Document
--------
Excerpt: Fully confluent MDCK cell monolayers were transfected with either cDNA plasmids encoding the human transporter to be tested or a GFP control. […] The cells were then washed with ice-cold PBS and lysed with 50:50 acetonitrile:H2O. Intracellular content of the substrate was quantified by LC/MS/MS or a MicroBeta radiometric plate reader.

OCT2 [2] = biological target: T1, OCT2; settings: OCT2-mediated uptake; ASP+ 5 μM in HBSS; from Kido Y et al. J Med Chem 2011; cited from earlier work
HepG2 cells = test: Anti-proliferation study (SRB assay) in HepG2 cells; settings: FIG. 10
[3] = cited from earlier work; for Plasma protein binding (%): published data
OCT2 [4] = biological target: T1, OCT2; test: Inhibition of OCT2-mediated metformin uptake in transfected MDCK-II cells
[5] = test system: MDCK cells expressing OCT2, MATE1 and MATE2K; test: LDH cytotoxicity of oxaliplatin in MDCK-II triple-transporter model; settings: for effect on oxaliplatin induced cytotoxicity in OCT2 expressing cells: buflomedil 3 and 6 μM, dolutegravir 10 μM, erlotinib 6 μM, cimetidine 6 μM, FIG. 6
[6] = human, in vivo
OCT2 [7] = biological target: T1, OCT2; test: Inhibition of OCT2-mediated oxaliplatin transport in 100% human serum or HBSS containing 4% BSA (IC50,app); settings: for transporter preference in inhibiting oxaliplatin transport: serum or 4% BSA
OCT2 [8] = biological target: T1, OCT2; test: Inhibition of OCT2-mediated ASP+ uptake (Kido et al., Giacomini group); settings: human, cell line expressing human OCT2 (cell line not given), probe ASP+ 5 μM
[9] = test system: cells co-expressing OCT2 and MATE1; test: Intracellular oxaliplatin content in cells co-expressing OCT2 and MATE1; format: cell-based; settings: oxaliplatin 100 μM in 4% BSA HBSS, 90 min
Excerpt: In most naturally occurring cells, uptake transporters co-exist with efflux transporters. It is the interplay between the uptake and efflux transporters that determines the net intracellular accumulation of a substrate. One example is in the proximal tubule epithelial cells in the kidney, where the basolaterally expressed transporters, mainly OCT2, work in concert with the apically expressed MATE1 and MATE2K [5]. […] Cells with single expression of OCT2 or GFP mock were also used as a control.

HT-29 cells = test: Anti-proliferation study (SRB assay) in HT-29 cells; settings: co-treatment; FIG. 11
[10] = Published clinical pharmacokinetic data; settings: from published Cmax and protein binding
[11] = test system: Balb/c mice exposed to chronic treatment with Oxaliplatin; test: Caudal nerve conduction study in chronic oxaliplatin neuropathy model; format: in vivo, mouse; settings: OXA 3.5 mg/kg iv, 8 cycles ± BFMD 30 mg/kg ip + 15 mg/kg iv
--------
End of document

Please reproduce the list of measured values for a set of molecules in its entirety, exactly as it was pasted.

Excerpt: Fully confluent MDCK cell monolayers were transfected with either cDNA plasmids encoding the human transporter to be tested or a GFP control. […] The cells were then washed with ice-cold PBS and lysed with 50:50 acetonitrile:H2O. Intracellular content of the substrate was quantified by LC/MS/MS or a MicroBeta radiometric plate reader.

OCT2 [2] = biological target: T1, OCT2; settings: OCT2-mediated uptake; ASP+ 5 μM in HBSS; from Kido Y et al. J Med Chem 2011; cited from earlier work
HepG2 cells = test: Anti-proliferation study (SRB assay) in HepG2 cells; settings: FIG. 10
[3] = cited from earlier work; for Plasma protein binding (%): published data
OCT2 [4] = biological target: T1, OCT2; test: Inhibition of OCT2-mediated metformin uptake in transfected MDCK-II cells
[5] = test system: MDCK cells expressing OCT2, MATE1 and MATE2K; test: LDH cytotoxicity of oxaliplatin in MDCK-II triple-transporter model; settings: for effect on oxaliplatin induced cytotoxicity in OCT2 expressing cells: buflomedil 3 and 6 μM, dolutegravir 10 μM, erlotinib 6 μM, cimetidine 6 μM, FIG. 6
[6] = human, in vivo
OCT2 [7] = biological target: T1, OCT2; test: Inhibition of OCT2-mediated oxaliplatin transport in 100% human serum or HBSS containing 4% BSA (IC50,app); settings: for transporter preference in inhibiting oxaliplatin transport: serum or 4% BSA
OCT2 [8] = biological target: T1, OCT2; test: Inhibition of OCT2-mediated ASP+ uptake (Kido et al., Giacomini group); settings: human, cell line expressing human OCT2 (cell line not given), probe ASP+ 5 μM
[9] = test system: cells co-expressing OCT2 and MATE1; test: Intracellular oxaliplatin content in cells co-expressing OCT2 and MATE1; format: cell-based; settings: oxaliplatin 100 μM in 4% BSA HBSS, 90 min
Excerpt: In most naturally occurring cells, uptake transporters co-exist with efflux transporters. It is the interplay between the uptake and efflux transporters that determines the net intracellular accumulation of a substrate. One example is in the proximal tubule epithelial cells in the kidney, where the basolaterally expressed transporters, mainly OCT2, work in concert with the apically expressed MATE1 and MATE2K [5]. […] Cells with single expression of OCT2 or GFP mock were also used as a control.

HT-29 cells = test: Anti-proliferation study (SRB assay) in HT-29 cells; settings: co-treatment; FIG. 11
[10] = Published clinical pharmacokinetic data; settings: from published Cmax and protein binding
[11] = test system: Balb/c mice exposed to chronic treatment with Oxaliplatin; test: Caudal nerve conduction study in chronic oxaliplatin neuropathy model; format: in vivo, mouse; settings: OXA 3.5 mg/kg iv, 8 cycles ± BFMD 30 mg/kg ip + 15 mg/kg iv